Scalp Acne - The Irritating Itch
When little red spots appeared just along her hairline, Janine Simmons, a 20-year-old flight stewardess with a US airline, thought it was just a rash and left it at that. A few days later, when her scalp began to itch pretty severely, she thought she had dandruff, but when she discovered little sores on her scalp, she could no longer ignore the matter and took her troubles to a dermatologist. It was only that she discovered that she had scalp acne, or scalp folliculitis.
Because acne normally appears on the face, chest, and back, cases like Janine's tend to be ignored until treatment becomes absolutely imperative. "The difficult thing about scalp acne," says dermatologist Dr Andrew Waite, "is that the presence of hair makes the use of certain chemicals impossible."
That's from the doctor's point of view. As far as the layman is concerned, scalp acne is probably far more common than most people realize. Scientifically speaking, scalp acne has most often been associated with high stress and anxiety, but it may also develop if the scalp becomes oilier than usual. The biggest problem, says 16-year-old Cathy Hillman, is that scalp acne is "itchy" which means you are constantly tampering with the pustules.
Once you do that, there is a risk that your scalp acne will develop into acne necrotica miliaris - which is every bit as horrible as it sounds. Typically, you will get large papules that form black crusts, with the potential to leave behind noticeable scars.
Treatment for scalp acne
As with other forms of acne, normal scalp acne responds well to salicylic acid. Especial care is required to make sure that the scalp is never too oily though the use of harsh shampoos and other hair care products may not be a good idea. Of course, for the more severe forms of scalp acne, you will need to see a dermatologist.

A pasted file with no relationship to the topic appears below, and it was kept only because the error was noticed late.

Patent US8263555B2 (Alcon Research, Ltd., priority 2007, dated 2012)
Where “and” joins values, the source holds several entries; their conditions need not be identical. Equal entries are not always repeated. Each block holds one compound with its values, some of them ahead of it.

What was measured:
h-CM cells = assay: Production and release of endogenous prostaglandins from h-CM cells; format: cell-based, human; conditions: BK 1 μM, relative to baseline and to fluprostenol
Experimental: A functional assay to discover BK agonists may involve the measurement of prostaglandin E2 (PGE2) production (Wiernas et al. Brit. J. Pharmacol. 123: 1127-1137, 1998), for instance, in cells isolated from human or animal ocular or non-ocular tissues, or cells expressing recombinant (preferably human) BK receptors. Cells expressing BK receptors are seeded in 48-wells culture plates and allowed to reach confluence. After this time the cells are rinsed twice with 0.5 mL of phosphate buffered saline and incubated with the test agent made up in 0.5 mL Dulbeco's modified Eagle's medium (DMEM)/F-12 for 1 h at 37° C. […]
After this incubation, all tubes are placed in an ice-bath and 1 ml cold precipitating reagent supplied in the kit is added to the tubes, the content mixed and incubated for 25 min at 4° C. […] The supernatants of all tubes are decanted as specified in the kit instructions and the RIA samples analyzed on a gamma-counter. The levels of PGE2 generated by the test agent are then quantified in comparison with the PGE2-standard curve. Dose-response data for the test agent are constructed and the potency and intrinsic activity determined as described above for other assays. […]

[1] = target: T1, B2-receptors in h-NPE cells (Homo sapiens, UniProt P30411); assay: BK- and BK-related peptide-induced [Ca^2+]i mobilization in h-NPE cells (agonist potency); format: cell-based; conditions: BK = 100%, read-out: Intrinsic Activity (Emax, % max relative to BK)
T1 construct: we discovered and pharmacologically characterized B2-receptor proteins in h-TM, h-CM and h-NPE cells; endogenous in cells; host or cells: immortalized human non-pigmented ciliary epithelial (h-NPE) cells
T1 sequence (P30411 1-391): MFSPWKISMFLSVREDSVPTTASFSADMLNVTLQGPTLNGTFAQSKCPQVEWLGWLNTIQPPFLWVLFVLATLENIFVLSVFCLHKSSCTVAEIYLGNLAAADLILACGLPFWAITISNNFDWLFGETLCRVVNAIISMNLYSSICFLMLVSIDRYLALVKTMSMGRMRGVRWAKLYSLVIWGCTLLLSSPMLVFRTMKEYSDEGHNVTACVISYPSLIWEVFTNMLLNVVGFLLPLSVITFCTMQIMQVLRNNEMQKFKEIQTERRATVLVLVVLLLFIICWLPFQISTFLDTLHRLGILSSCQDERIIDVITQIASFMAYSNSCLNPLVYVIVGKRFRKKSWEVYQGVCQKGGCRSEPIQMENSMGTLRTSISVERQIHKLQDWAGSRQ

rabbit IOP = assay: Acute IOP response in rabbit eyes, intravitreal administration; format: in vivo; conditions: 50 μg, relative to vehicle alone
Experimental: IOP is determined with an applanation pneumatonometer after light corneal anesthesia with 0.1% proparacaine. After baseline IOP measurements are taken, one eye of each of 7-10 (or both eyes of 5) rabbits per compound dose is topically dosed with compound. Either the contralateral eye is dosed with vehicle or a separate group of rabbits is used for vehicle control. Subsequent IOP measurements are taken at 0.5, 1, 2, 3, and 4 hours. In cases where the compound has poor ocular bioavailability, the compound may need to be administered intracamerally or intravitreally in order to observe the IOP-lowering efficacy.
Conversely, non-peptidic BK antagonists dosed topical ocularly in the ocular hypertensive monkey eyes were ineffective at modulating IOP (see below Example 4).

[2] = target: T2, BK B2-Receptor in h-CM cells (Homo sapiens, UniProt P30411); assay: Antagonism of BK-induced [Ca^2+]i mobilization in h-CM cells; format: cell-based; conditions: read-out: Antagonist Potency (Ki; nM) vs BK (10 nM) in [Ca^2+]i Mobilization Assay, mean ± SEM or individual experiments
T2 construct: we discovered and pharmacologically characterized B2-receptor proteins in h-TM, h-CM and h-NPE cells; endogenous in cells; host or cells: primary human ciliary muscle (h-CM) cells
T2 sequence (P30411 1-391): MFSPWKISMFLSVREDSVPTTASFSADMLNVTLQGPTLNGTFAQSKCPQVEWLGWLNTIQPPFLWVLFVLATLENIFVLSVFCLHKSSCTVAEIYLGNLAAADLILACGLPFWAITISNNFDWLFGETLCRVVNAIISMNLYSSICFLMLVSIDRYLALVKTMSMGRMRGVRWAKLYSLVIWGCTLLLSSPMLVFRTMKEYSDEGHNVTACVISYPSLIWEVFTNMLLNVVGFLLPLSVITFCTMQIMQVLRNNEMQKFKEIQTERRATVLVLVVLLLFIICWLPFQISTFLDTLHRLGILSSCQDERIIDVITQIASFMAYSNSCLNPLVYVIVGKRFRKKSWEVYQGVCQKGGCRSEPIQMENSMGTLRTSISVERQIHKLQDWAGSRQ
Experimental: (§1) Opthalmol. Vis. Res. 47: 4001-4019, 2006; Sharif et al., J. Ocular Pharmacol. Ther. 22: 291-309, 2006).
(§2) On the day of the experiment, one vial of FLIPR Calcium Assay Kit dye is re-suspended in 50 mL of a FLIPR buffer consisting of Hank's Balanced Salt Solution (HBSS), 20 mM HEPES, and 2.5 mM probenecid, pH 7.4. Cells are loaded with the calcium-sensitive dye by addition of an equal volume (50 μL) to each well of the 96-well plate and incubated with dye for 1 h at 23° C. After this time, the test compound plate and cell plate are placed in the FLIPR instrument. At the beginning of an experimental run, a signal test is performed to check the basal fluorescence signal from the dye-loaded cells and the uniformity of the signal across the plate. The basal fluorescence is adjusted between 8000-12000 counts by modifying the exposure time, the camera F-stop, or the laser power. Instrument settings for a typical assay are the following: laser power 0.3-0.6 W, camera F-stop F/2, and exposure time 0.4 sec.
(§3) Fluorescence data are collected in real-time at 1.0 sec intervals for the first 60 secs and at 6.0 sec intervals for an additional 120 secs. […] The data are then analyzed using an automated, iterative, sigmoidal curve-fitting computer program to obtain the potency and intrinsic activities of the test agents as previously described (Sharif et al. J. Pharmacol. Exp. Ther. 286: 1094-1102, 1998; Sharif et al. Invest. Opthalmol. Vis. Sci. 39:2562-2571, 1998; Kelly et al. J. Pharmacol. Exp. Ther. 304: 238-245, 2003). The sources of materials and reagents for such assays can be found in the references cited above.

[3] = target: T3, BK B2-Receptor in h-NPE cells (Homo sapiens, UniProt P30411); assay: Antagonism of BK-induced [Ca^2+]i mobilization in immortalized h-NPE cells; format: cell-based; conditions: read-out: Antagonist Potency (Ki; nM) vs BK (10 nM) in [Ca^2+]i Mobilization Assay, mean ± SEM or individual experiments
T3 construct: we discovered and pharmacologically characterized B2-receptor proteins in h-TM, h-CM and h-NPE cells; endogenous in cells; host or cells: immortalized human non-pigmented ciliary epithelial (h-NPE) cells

Unfortunately, unlike with other kinds of acne, you cannot use the miraculous benzoyl peroxide to treat scalp acne. This is because the peroxide part of benzoyl peroxide can change hair color and even affect your hairstyle. Even so, there are various ways to treat scalp acne. And one very good way, particularly for mild to moderate cases, is to wash the scalp with mild shampoo. For slightly stronger cases, you might want to try anti dandruff shampoos containing such anti-fungal chemicals as ketoconazole and ciclopirox.
Alternative treatments, depending on the severity of your condition, include topical antibiotics like clindamycin and erythromycin solutions, mild steroids in the form of lotions and creams, oral antihistamines and antibiotics (like tetracycline), and oral isotretinoin, the most famous brand name for which is Accutane.
Yet another severe form causes very large papules and cysts simultaneously. Thankfully, this is a very rare occurrence, and I will not name it because you'll never remember. If you really want to know, send me an e-mail!
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